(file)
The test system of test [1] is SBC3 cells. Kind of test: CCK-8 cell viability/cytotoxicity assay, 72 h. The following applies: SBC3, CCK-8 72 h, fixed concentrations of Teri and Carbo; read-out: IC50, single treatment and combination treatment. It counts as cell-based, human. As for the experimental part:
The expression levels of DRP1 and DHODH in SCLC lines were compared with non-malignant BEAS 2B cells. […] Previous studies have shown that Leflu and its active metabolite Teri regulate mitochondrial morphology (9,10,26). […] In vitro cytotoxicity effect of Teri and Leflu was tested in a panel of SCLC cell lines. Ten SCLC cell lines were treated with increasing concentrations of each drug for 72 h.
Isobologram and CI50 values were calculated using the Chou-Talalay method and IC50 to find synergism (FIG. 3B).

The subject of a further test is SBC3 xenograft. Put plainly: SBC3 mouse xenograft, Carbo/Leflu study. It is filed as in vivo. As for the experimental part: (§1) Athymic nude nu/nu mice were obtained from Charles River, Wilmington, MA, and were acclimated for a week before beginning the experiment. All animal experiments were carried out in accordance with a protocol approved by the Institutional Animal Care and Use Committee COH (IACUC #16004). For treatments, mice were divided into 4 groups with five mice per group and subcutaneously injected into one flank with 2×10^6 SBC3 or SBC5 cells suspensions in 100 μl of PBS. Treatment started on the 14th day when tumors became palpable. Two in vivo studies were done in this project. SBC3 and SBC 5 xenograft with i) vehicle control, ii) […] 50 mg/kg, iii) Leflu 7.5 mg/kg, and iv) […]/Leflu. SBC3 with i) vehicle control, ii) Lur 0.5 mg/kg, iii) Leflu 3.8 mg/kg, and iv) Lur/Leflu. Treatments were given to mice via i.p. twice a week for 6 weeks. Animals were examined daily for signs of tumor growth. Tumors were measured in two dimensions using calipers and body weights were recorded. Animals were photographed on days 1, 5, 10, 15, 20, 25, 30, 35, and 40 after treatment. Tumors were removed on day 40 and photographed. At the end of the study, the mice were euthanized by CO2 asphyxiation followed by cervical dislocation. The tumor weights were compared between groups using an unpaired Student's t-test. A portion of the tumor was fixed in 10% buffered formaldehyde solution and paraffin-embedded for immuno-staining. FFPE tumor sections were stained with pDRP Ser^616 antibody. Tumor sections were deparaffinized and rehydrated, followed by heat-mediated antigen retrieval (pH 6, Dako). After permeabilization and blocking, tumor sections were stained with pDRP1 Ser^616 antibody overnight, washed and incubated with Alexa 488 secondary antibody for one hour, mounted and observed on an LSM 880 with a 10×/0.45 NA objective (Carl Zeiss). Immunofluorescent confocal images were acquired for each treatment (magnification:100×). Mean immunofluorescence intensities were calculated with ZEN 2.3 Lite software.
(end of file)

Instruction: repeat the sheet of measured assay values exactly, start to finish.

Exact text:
The test system of test [1] is SBC3 cells. Kind of test: CCK-8 cell viability/cytotoxicity assay, 72 h. The following applies: SBC3, CCK-8 72 h, fixed concentrations of Teri and Carbo; read-out: IC50, single treatment and combination treatment. It counts as cell-based, human. As for the experimental part:
The expression levels of DRP1 and DHODH in SCLC lines were compared with non-malignant BEAS 2B cells. […] Previous studies have shown that Leflu and its active metabolite Teri regulate mitochondrial morphology (9,10,26). […] In vitro cytotoxicity effect of Teri and Leflu was tested in a panel of SCLC cell lines. Ten SCLC cell lines were treated with increasing concentrations of each drug for 72 h.
Isobologram and CI50 values were calculated using the Chou-Talalay method and IC50 to find synergism (FIG. 3B).

The subject of a further test is SBC3 xenograft. Put plainly: SBC3 mouse xenograft, Carbo/Leflu study. It is filed as in vivo. As for the experimental part: (§1) Athymic nude nu/nu mice were obtained from Charles River, Wilmington, MA, and were acclimated for a week before beginning the experiment. All animal experiments were carried out in accordance with a protocol approved by the Institutional Animal Care and Use Committee COH (IACUC #16004). For treatments, mice were divided into 4 groups with five mice per group and subcutaneously injected into one flank with 2×10^6 SBC3 or SBC5 cells suspensions in 100 μl of PBS. Treatment started on the 14th day when tumors became palpable. Two in vivo studies were done in this project. SBC3 and SBC 5 xenograft with i) vehicle control, ii) […] 50 mg/kg, iii) Leflu 7.5 mg/kg, and iv) […]/Leflu. SBC3 with i) vehicle control, ii) Lur 0.5 mg/kg, iii) Leflu 3.8 mg/kg, and iv) Lur/Leflu. Treatments were given to mice via i.p. twice a week for 6 weeks. Animals were examined daily for signs of tumor growth. Tumors were measured in two dimensions using calipers and body weights were recorded. Animals were photographed on days 1, 5, 10, 15, 20, 25, 30, 35, and 40 after treatment. Tumors were removed on day 40 and photographed. At the end of the study, the mice were euthanized by CO2 asphyxiation followed by cervical dislocation. The tumor weights were compared between groups using an unpaired Student's t-test. A portion of the tumor was fixed in 10% buffered formaldehyde solution and paraffin-embedded for immuno-staining. FFPE tumor sections were stained with pDRP Ser^616 antibody. Tumor sections were deparaffinized and rehydrated, followed by heat-mediated antigen retrieval (pH 6, Dako). After permeabilization and blocking, tumor sections were stained with pDRP1 Ser^616 antibody overnight, washed and incubated with Alexa 488 secondary antibody for one hour, mounted and observed on an LSM 880 with a 10×/0.45 NA objective (Carl Zeiss). Immunofluorescent confocal images were acquired for each treatment (magnification:100×). Mean immunofluorescence intensities were calculated with ZEN 2.3 Lite software.